Music » Brittney After Dark

Boots Made for Partying

All the way through daylight savings


Life's full of little victories and thus excuses to celebrate: birthdays, achieved goals, new gigs, promotions, engagements and break-ups. Last week, I celebrated for the sake of celebrating, starting Thursday night at Grand Central. Grand Central claims to be a taste of Manhattan in Charlotte. I hate to break it to them, but it's really just a local dance club ... that doesn't even serve champagne. What a way to put a damper on the celebration. Or, should I say, dry it up?

If you want Big Apple flava in the Queen City, go to Plaza-Midwood. In this diverse 'hood, you will find the goth scene adjacent to the hip-hop one, which is right down the street from the hippie hang-out. Plaza-Midwood's nightspots are as eccentric and diverse as their patrons. Check these out: Fire & Ice, Creation, the Penguin, Thomas Street Tavern, Joe's Raw Bar -- and the newest addition to the 'hood, the Goblin.

On Friday, I stopped by the Goblin's grand opening party. On hand to welcome the new spot to the P-M were Jimmy King, Brad Fury, Andy Cauble and John Marlow -- also known as DRAT. DRAT is not just a band comprised of local artists that collect musical equipment. They're a significant Charlotte entity, having rocked the live music scene for a decade, playing a range of styles from punk to pop (sans the cheese). I met up with the band at Creation where they told me that their high-energy music caters to their own musical taste, not that of the mainstream. Since they play to have fun, not become rock stars, it's hard to do anything but have a blast at their shows.

"We're excited to welcome Goblin to our neighborhood, but it will always be the Steeple to us," drummer John Marlow said.

Before it was the Goblin, the site housed Pure Platinum and before that, the Steeple. Prior to the Steeple's residency, it was a church. There is something about partying in an old church that made me feel sinful. The bottom level of the bar was dark with black walls and covered windows, the only form of light emanating from neon strobe lights and orange-lit chandeliers. It reminded me more of a haunted house party than a bar, especially since the bar was alcohol-free. The Goblin had yet to get their liquor license, so the opening was B.Y.O.B. Meanwhile, the second floor served as an eccentric art gallery full of masochistic-style paintings. I was catching the crowd's feel good vibe; however, the chain accessories, dark make-up, and body art made me rethink my cowboy boots.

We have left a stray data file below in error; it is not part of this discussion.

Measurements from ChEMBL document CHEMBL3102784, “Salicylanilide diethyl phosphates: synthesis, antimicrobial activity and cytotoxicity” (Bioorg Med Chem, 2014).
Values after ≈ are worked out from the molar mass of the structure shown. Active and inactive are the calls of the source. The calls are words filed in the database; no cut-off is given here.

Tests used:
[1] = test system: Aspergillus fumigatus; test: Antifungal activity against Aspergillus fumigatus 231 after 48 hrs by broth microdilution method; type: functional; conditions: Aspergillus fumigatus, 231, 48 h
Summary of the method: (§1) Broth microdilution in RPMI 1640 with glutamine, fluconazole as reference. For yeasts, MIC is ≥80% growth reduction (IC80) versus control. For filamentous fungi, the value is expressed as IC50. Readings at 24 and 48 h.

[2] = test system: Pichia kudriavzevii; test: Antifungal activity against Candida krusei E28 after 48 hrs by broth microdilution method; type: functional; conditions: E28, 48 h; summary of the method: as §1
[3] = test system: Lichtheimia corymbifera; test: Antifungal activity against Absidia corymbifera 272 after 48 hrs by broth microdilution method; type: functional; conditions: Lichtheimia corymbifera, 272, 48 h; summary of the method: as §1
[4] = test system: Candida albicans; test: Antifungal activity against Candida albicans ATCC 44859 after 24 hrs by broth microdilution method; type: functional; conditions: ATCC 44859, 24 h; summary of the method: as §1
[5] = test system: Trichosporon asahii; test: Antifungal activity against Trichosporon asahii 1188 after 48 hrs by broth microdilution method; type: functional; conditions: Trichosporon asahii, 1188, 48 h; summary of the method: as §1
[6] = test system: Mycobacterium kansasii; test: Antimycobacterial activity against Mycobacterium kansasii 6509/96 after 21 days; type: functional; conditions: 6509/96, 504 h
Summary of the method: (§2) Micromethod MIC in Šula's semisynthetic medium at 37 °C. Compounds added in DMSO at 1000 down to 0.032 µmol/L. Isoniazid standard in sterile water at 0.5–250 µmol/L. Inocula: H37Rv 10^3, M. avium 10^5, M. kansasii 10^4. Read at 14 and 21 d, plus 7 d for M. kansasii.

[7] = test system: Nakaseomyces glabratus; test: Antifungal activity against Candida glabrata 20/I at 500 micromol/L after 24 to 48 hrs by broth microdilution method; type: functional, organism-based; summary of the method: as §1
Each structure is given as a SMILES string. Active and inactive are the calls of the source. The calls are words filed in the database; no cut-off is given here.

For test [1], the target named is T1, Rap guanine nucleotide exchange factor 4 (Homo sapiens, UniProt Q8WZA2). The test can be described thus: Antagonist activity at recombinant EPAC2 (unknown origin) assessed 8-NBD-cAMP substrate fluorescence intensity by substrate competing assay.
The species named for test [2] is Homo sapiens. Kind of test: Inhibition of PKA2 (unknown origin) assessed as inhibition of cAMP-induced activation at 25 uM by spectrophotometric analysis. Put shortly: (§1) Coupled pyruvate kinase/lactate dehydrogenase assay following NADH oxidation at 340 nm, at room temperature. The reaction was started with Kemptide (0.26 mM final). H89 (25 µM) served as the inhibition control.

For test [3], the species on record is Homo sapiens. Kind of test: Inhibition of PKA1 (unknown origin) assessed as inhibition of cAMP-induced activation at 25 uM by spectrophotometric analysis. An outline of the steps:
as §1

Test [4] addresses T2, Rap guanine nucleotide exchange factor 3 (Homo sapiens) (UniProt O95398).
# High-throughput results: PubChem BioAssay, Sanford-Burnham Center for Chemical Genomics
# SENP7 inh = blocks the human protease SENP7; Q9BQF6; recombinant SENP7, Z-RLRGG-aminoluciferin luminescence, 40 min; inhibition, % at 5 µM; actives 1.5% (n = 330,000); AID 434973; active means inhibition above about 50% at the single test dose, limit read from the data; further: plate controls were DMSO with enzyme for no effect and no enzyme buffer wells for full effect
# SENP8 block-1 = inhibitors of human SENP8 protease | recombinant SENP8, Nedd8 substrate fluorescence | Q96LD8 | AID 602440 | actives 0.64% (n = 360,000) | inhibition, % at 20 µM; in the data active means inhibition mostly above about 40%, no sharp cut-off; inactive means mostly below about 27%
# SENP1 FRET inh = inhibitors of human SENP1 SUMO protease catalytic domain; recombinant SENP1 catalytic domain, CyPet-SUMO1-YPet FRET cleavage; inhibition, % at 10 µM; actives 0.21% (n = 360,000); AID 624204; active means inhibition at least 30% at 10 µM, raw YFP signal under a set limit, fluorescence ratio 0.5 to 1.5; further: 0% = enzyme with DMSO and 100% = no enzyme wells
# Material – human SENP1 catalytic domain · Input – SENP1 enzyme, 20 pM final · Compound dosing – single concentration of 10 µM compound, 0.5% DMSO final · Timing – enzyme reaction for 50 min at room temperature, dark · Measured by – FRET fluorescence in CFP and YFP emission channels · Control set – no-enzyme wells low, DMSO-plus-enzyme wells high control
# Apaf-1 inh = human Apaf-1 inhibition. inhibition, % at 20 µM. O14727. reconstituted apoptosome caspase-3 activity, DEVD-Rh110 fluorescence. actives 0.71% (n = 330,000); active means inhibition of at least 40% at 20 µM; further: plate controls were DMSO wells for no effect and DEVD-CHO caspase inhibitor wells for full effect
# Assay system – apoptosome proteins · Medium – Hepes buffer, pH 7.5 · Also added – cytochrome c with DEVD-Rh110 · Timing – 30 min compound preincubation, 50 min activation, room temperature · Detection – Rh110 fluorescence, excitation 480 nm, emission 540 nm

The sun shined on me Saturday when I got an invite to uber-exclusive party palace, the Sunset Club. It's where platinum playas and gold diggers come to smoke cigars and toast big bank. But don't let the name fool you; it's not actually a "club" like Forum or Crush. The Sunset Club resembles a country club, but the cover charge is a yearly membership. The exception to this exclusivity is "Suite 106 Saturdays," where you can pay a reasonable cover to mix and mingle with Charlotte's really rich and somewhat famous.

"If it gets so crowded that it's too difficult to get a drink, we stop the door," Sunset Club owner Rick Gur said. Now wouldn't it be nice if every Charlotte bar owner shared that mentality? Sunset has the ambiance of a mansion's drawing room, and everyone was sure to make me feel right at home. But once again, my beloved cowboy boots were a fashion faux pas. They didn't quite go with the high heels, bling-bling and fur decorating the women.

The crowds at the Sunset Club and the Goblin couldn't be more different. But they shared one major similarity: they were all fun-loving peeps ready to party, welcoming to me and my poor cowboy boots.

Daylight savings time darkened my weekend celebration. Between Paul Oakenfold spinning at Scorpio, the Milestone benefit at Amos' SouthEnd and assorted events associated with For Sister's Only at the Convention Center, an hour was valuable party time lost. Guess I will have to celebrate even harder next weekend to make up for it.

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